Performing the calculations on function fitted to the raw data has another ramification the differences, and therefore the sums of squares, will depend on the units that the K-values are expressed in. It is preferable that functions with similar appearances give the same computed value of nonlinearity regardless of the scale. Therefore the sum-of-squares of the differences between the linear and the quadratic functions fitted to the data is divided by the sum-of-squares of the T-values that fall on the straight line fitted to the data. This cancels the units, and therefore the dependency of the calculation on the scale. [Pg.453]

The range of the synthetic data we want to generate should be such that the A-values have the same range as the original data. The reason for this is obvious when we apply the empirically derived quadratic function (found from the regression) to the data, to compute the T-values, those should fall on the same line, and in the same relationship to the X as the original data did. [Pg.459]

We compute the value of the van t Hoff factor, then use this value to compute the boiling point elevation. [Pg.299]

DFT theory even seems to improve the performance of MP2 in cases where there is some small contribution of non dynamic correlation. This is seemingly the case in the BP86 computed first dissociation energies of a variety of metal carbonyls [51]. For instance, in the case of Cr(CO)6, the BP86 value is 192 kJ/mol, in exact (probably fortuitous) agreement with the (computationally most accurate) CCSD(T) value of 192 kJ/mol, but also reasonably close to the experimental value of 154 8 kJ/mol. In this case, the GGA DFT result improves clearly the local DFT SVWN value of 260 kJ/mol, and the MP2 result, wich is 243 kJ/mol. Comparable results can be found for the optimization of the Os-O distance in OsC>4 [52], which is relevant concerning olefin dihydroxylation. [Pg.11]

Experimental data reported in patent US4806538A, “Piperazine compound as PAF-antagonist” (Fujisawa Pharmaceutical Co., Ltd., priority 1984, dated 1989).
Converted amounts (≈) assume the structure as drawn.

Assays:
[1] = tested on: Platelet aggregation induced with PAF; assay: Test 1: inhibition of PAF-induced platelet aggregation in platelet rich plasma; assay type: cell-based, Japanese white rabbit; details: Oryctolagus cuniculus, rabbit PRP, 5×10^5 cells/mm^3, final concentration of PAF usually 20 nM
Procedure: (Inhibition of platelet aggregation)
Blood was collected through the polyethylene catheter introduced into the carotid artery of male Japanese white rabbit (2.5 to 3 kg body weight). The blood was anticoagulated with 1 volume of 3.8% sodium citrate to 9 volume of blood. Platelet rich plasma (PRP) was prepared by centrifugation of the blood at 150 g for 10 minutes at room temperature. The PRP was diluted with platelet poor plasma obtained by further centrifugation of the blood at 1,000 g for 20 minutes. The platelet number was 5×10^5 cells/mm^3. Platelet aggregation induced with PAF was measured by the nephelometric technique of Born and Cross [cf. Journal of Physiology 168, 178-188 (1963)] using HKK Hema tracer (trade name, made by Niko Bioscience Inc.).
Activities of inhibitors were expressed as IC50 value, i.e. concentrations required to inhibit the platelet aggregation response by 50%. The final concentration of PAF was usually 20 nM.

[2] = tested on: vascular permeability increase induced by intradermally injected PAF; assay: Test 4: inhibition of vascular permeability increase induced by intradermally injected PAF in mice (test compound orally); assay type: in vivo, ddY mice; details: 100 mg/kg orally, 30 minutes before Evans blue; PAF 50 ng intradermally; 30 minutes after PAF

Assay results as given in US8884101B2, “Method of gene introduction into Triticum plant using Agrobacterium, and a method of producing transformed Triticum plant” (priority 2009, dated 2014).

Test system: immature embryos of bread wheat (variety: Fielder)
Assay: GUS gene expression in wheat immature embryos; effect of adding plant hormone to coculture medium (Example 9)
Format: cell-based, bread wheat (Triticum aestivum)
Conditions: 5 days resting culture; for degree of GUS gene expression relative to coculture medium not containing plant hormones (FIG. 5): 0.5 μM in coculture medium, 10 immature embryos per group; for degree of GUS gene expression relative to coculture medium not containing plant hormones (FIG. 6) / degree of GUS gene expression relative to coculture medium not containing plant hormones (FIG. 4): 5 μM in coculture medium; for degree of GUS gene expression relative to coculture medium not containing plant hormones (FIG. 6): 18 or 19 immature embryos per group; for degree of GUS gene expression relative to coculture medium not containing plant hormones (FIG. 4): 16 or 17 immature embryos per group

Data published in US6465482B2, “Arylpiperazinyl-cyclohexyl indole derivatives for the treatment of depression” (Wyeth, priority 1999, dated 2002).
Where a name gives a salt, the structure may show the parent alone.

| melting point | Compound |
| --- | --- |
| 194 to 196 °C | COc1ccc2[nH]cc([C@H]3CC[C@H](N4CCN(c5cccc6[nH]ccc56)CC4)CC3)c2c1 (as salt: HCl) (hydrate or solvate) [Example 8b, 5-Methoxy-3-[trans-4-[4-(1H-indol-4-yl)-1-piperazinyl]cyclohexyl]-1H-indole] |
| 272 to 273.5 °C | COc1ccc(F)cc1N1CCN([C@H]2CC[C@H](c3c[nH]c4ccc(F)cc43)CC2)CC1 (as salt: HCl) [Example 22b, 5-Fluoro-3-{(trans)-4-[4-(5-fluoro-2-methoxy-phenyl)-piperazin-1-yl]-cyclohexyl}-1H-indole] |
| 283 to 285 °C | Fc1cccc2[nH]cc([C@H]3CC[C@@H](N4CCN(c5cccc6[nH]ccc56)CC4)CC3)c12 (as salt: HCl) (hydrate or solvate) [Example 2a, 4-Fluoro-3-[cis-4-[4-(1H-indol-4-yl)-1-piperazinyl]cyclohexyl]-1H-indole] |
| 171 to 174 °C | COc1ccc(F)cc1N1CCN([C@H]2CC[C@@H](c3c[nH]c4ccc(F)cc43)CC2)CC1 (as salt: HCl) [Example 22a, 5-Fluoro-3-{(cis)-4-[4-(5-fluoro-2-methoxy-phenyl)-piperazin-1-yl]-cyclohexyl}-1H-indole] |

By computation or by using tables of Bessel functions, values of CjA can be found for a range of irf2) /k /D t values. Let... [Pg.212]

The role of the input data NM, NX, NY and NP is obvious from the text and the remark lines, but the array T(NM,NX) of independent variables deserves some explanation. Each line of the array should contain all information that enables us to compute the value of the dependent variables for a sample paint at the current values of the parameters. Therefore, the module transfers the appropriate row of T(NM,NX) into the vector X(NX) for further use in the user supplied subroutine. This subroutine starting at line 900 computes the independent variables Y(NY) at the current parameters P(NP) and independent... [Pg.168]